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GUEST CARAFES

Guest carafes are not a thing anymore so you may not know what I am talking about. Historically if people even had a tap in the house it was in the kitchen, and there was also no electricity, if you wanted a drink in the night you were out of luck. Guest carafes are deisgned for a person to take up to their bedroom in the night. They are just for one person and hence are smaller.

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CARAFES

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Description, References and Size

This is a shaft and globe shaped carafe with three neck rings and a polished pontil. This carafe has a wide throat and couldn't be mistaken for a decanter. Made circa.1800.

Again, this is a classic little carafe and you don't see too many of them, if you are collector buy it when you see it.

Reference: The Decanter Ancient to Modern, Andy McConnell, page 34

Height: 5 inches

Width: 3.5 inches

This is a shaft and globe shaped carafe with two neck rings and a polished pontil. Made circa.1800.

You may not agree with me, but what I like about this little carafe is its honest condition. It has some bloom in the neck where years of water evapourating has etched the surface of the glass, and all the visible scratches on the not so smooth glass. I could get the bloom polished out, but it doesn't make financial sense, especially for a prolific low life collector like me.

The other thing I can tell you about this carafe is that two rings are not as desirable as three. If the condition of this carafe were similar to the one above this would be the cheaper one.

Reference: The Decanter Ancient to Modern, Andy McConnell, page 34

Height: 5 inches

Width: 3.5 inches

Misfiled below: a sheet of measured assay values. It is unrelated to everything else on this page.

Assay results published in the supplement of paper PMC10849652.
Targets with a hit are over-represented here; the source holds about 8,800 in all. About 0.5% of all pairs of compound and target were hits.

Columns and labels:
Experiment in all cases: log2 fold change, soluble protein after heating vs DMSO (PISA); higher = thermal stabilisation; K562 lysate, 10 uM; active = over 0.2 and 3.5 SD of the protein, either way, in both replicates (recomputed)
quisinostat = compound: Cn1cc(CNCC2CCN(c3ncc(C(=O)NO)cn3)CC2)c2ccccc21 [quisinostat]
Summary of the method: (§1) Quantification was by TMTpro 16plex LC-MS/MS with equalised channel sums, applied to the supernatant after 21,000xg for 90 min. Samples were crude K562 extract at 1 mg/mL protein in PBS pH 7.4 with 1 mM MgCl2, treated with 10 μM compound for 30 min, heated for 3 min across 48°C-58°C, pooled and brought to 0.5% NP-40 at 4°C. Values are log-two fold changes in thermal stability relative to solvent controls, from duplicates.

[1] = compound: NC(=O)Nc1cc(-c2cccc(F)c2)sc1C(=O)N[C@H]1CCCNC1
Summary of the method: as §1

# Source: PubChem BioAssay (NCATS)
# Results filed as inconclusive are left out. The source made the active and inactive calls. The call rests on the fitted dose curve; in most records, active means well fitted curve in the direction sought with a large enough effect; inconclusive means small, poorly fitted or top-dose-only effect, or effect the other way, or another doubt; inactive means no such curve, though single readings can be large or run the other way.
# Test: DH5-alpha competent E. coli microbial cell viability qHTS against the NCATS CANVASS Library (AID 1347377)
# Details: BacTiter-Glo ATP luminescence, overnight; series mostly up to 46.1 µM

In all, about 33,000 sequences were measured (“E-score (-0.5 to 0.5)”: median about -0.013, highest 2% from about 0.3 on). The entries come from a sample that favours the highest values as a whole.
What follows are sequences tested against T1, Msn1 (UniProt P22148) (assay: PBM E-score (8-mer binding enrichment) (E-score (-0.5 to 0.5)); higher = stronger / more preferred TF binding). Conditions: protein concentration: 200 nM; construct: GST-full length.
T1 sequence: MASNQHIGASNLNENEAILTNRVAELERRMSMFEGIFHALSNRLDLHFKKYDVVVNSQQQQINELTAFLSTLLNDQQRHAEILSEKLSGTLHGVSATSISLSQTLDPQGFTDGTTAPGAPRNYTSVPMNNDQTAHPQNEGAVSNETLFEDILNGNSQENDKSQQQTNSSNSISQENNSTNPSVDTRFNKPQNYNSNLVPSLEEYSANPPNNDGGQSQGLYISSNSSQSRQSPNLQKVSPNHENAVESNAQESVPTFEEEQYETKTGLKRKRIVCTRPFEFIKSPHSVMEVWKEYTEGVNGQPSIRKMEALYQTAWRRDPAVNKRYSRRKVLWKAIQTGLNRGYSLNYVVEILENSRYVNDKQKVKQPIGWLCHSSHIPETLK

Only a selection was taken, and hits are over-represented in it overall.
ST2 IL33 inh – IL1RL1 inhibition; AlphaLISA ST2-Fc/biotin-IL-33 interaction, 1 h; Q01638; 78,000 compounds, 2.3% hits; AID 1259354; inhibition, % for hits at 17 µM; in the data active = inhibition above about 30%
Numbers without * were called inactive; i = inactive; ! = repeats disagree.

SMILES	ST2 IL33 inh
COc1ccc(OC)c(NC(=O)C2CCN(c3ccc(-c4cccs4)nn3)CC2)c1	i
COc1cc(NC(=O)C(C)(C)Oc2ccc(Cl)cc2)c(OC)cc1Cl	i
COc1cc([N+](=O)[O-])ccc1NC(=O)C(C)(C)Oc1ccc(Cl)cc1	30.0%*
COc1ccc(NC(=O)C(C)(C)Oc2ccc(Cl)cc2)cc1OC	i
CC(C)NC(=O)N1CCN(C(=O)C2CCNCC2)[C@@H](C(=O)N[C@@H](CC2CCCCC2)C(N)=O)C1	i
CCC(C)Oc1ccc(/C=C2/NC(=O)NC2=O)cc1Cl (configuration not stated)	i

This is a shaft and globe shaped carafe, with a single neck and petal moulding to its lower body. Made late 1800-20.

I am making a bold presumption with this dating, as this is the period when petal moulding was more common on glasses. Without a definite date atribution this is not a valuable piece of glass, i.e. it has almost no value.

Height: 5 inches

Width: 4.25 inches

This is a small drop shaped carafe with a star cut base, hobnail cut body, and step cut shoulders and neck. Made circa.1820s

This is classic Regency cut glass taking advantage of new stream powered cutting machines we have deep cut sharp hobnails, and total coverage of the bottle in cutting.

Height: 5.25 inches

Width: 3.5 inches

This is a shaft and globe shaped carafe, with three neck rings, panel cut shoulders, and a ribbed moulded body. It has a polished pontil mark. Made circa.1830s

Sadly someone scratched the hell out of the interior of this carafe so the full value of the optical moulding is not apparent. I have tried to have it professionally cleaned but to no avail.

Height: 5 inches

Width: 4 inches

This is an uranium green shaft and globe shaped carafe, with two neck rings and a pillar moulded body. Made circa.1830-50.